Soulless Pakse

Trip Start Dec 26, 2010
1
15
40
Trip End Feb 03, 2011


Loading Map
Map your own trip!
Map Options
Show trip route
Hide lines
shadow

Flag of Lao Peoples Dem Rep  , Champasak,
Sunday, January 9, 2011

Got to the bus terminal at 7am in time to board my Pakse bus for a slow 6 hours ride out of Savan. This regular bus was dirt cheap - only 35,000 kip. After a rocky journey, we rocked up to outskirts of Pakse in the afternoon heat. A long 20,000 kip sawngthaew transit took some of us bus passengers into Pakse systematically dropping passengers off. By the time I got off (I was the last), I had more or less explored Pakse on wheels. Disappointingly, Pakse is no stopover town. It is big no doubt but void of character. Quite a soulless town, really. Most travellers use Pakse as a base to venture out to Champasak Province which is the highlands (not Champasak town).
 
The so-called town centre I stayed in did not even have a half decent Laotian food stall. The two most popular eateries were Indian. Surprisingly most guesthouses were full but I managed to check in a 40,000 kip room with half of a door built in the wall - ran by chinese nationals. Paid a 10,000 kip tuktuk ride to Champasak historic museum which was closed (I voiced my displeasure to two sleepy guards - pointing out that the sign printed OPEN DAILY - only to be brushed away) and so decided to treat myself to a proper traditional massage at this Clinic Keo Ou Done, 2 km out of Pakse.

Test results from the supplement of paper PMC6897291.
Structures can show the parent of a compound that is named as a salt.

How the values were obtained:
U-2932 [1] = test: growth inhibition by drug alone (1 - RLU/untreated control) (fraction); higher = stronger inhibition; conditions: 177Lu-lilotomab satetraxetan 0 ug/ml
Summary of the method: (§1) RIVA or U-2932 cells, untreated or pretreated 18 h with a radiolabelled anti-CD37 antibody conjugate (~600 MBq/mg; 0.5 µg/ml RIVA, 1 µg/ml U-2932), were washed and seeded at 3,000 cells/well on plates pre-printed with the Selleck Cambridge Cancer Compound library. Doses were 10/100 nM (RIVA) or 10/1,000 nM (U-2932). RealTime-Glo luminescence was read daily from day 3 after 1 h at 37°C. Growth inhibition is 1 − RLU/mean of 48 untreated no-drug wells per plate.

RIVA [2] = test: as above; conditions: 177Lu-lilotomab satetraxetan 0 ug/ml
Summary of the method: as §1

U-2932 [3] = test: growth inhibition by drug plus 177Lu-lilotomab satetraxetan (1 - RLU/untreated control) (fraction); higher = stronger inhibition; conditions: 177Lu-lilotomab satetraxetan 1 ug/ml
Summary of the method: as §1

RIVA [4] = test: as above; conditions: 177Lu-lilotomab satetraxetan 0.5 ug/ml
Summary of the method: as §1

Bargained a 6000 kip tuktuk ride to Wat Nam Fai, said to house a footprint of Buddha, which I failed to locate (probably in that ominous looking stupa). A short walk south, I found myself back at the street of my guesthouse. Visited a wat just aound the corner near the French bridge and befriended a couple of novice monks about 16-17 years old. Both genuine and down to earth, always inquisitive about me more than my camera. We took photos and even exchanged emails. One reads wat.luang.1234@xxxxx.com (sorry cannot reveal more details). I asked what made him decided to be a monk - he smoothly replied "I like Buddhism". So sincere, so heart warming, so young. At 6pm the novices gathered for their prayers and I snapped - photographs.
 
I tried my best not to eat at the ever popular Indian restaurents but sat in for supper and beers anyway after a mediocre dinner of flat noodles with chicken at a rather predictable hawker stall. There was absolutely nothing to do in Pakse. You know that meant? Diary time.
Slideshow Report as Spam

Use this image in your site

Copy and paste this html: